(October 7): Outgoing Aer Lingus chief executive officer Christoph Muller is tipped to lead loss-making Malaysia Airlines (MAS) after its latest restructuring, sources say.
The Irish airlines announced in July that the German aviation veteran would step down as chief executive officer and director effective May 2015. But, did not say where he would go next. Both Aer Lingus and MAS are part of the Oneworld alliance.
"Mr Muller is the one for the job," a source told The Malaysian Insider.
MAS main shareholder Khazanah Nasional Bhd had sought a few candidates and settled on Muller a few months ago, but could not disclose as he was not available immediately.
Mueller joined Aer Lingus as CEO in September 2009 and had turned around the airline away from being in the doldrums.
Aer Lingus chairman Colm Barrington commended Mueller for service over that time when announcing his departure in July.
"Under Christoph’s strategic leadership, Aer Lingus has been transformed into a strong, consistently profitable airline with a clear strategic direction, a resilient business model as a value carrier and an improved cost base," he was quoted as saying by the Irish Independent daily.
Muller had stints as executive aviation director at TUI Travel plc, a FTSE 100 company and served as the Chief Financial Officer of DHL Worldwide from 2002 to 2004.
He also had extensive experience within the aviation industry, having held senior position in Daimler Benz Aerospace, was executive vice-president at Lufthansa AG and CEO of the Sabena Group.
He has an MBA from the University of Cologne and subsequently completed an advanced management programme at Harvard Business School, according to the Aer Lingus website.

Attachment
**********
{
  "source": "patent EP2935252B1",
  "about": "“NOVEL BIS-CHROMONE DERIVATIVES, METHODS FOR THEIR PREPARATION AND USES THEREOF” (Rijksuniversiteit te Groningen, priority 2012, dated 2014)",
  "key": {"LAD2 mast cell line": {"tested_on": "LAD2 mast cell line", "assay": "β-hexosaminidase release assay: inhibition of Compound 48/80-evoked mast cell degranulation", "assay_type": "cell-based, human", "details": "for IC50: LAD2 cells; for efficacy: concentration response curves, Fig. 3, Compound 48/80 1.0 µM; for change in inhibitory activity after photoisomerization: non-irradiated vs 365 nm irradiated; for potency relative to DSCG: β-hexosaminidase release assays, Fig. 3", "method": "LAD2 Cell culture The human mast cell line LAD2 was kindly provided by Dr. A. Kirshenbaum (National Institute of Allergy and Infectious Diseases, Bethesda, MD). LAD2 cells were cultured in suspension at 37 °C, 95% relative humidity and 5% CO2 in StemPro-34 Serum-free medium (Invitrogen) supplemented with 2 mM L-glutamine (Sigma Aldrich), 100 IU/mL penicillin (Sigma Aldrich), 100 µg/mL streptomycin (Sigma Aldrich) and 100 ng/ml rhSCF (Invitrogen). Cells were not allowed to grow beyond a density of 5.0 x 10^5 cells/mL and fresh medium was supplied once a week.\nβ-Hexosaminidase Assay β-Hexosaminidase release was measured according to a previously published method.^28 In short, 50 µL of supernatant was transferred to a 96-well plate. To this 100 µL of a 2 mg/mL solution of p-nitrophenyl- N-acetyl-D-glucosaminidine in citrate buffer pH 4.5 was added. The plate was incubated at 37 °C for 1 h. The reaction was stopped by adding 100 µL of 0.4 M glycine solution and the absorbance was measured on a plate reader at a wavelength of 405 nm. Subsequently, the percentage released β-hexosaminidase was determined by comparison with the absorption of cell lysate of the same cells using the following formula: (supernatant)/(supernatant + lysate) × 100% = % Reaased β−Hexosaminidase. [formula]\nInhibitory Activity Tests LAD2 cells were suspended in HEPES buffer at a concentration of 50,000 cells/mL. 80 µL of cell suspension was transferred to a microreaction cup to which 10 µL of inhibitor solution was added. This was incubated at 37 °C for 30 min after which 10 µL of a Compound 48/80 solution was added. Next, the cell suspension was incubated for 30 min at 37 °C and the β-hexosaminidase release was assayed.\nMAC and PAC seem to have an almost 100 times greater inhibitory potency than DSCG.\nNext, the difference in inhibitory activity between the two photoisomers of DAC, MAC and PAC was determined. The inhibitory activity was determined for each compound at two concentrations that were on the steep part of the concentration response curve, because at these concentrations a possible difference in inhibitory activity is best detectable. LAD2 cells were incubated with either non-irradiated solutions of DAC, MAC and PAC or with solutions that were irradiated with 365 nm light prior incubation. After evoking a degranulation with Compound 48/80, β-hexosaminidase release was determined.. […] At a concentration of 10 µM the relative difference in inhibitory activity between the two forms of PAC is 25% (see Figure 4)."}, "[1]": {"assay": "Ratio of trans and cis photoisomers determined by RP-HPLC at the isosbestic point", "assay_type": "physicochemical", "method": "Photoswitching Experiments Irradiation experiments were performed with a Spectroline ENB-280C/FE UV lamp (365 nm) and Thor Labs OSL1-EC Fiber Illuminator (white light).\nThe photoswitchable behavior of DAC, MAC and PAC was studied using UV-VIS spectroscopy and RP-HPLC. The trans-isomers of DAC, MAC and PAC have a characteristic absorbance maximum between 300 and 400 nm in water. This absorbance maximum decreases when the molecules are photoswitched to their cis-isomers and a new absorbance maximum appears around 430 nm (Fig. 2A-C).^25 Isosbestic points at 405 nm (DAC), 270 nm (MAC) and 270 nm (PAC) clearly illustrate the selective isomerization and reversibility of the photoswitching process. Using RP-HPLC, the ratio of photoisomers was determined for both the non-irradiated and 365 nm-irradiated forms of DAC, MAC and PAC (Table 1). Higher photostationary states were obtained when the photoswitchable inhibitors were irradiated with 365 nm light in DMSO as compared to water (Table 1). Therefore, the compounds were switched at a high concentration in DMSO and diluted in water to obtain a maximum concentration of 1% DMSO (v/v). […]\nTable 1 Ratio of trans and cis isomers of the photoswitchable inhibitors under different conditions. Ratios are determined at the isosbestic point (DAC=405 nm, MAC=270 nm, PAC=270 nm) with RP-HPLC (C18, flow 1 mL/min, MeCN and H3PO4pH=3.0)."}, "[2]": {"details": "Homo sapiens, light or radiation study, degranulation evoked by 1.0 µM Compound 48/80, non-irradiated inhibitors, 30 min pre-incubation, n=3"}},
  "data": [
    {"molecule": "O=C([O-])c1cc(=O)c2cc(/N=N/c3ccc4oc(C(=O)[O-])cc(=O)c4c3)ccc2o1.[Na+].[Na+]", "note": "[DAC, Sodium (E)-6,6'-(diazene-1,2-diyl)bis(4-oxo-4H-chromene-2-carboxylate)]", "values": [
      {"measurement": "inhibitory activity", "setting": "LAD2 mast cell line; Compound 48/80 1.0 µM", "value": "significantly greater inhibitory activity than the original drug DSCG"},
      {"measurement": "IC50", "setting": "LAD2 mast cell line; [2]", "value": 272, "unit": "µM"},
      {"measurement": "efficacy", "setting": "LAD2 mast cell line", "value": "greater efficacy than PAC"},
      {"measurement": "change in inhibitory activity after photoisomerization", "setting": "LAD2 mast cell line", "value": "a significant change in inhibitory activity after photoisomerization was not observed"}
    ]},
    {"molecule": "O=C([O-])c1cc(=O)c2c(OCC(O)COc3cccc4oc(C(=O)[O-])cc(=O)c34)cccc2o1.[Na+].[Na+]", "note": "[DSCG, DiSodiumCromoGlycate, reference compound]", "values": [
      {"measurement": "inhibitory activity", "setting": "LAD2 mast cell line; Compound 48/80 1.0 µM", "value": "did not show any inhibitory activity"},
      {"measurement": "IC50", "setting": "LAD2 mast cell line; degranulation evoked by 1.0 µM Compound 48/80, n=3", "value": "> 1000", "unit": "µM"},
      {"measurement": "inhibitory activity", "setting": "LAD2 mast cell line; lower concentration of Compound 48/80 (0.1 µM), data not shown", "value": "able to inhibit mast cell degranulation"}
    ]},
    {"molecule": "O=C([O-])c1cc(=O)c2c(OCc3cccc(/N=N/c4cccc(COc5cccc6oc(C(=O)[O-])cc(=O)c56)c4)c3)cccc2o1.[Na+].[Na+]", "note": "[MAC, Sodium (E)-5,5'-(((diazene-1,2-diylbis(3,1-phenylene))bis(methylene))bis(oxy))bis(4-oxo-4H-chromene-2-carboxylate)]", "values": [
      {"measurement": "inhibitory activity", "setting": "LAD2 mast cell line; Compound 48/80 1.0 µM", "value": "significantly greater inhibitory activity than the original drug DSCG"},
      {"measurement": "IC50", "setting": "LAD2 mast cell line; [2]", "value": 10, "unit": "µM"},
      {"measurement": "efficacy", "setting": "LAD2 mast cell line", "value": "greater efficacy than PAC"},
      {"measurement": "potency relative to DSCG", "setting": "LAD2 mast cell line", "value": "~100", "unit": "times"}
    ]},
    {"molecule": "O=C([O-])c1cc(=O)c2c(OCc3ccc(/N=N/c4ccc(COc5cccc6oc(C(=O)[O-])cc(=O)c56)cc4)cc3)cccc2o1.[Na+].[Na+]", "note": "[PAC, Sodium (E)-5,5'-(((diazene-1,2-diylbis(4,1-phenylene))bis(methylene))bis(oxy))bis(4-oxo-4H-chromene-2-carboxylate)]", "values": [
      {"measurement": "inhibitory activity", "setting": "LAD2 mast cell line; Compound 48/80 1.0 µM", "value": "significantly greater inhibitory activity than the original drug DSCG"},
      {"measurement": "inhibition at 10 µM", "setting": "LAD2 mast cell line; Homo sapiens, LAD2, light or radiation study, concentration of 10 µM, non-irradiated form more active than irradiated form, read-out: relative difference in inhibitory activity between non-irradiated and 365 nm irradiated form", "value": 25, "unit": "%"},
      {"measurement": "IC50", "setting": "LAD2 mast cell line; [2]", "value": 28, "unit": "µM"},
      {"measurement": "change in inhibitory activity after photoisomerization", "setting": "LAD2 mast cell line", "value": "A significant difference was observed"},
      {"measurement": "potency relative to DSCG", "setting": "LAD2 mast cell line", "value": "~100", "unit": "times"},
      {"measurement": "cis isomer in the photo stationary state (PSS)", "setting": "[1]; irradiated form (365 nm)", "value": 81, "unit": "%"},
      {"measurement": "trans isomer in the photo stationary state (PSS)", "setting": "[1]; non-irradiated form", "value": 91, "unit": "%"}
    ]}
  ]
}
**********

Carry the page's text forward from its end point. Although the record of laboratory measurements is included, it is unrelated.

Reports from The Star and Singapore daily The Straits Times today said a foreigner was set to head MAS as CEO, a first for the flag carrier.
The move was seen as a signal to the various stakeholders that Putrajaya is going all out in its efforts to make MAS strong and sustainable.
“The candidate is among three shortlisted. He is a person from the airline industry... not somebody from outside the industry,” The Star report quoted a source as saying.
“Apart from the CEO, MAS will also hire another five or six key personnel who are knowledgeable in specific areas of the industry to cut costs.
The Cabinet, on August 27, had approved the restructuring plan put forward by Khazanah for the airline which, among others, would see up to 6,000 jobs cut.
The restructuring plan was deemed necessary as MAS had been suffering financial losses for years.
The Malaysian Insider had reported that the plan also includes roping in top foreign executives to help turnaround the national carrier as part of the massive revamp exercise – the latest plan since the Wide Asset Unbundling (WAU) exercise of 2002 – a year after Putrajaya bought back MAS from tycoon Tan Sri Tajuddin Ramli.
Apart from staff cuts, the RM6 billion restructuring exercise will also see the flag carrier dropping unprofitable routes and scaling down flight frequencies as well as reviewing lopsided contracts signed with various stakeholders.
Khazanah managing director Tan Sri Azman Mokhtar had also said that a new company would be set up to house the carrier once it completes its delisting exercise by the end of this year.
Current CEO Ahmad Jauhari Yahya will continue to lead until July 2015 when the new company comes into force.
If everything goes as planned, MAS will be relisted within three to five years, or between the end of 2017 and 2019, and Khazanah will embark on a sell-down or partial sell down of its stake.
Last week, MAS had appointed Mohd Nadziruddin Mohd Basri as the chief restructuring officer (CRO) in charge of the Restructuring Management Office.
The Star report said one of the reasons attributed to the previous failed restructuring of MAS was that a non-airline person had been put in charge to drive operations.
“Now the committee in charge of the restructuring is making sure every key post is handled by a person from the industry. If there is no expertise locally, then foreigners will be hired,” the report quoted a source as saying.
It is learnt that the contract terms for the new appointments will be based on a three-year period, with a two-year extension period.
“The first three years are to fix the problems and put the structure in place. The subsequent two years are to make sure they deliver the results for MAS.
“Previously, the appointed people gave solutions but were not held accountable to see it through. Now, that is what the board wants,” said a source.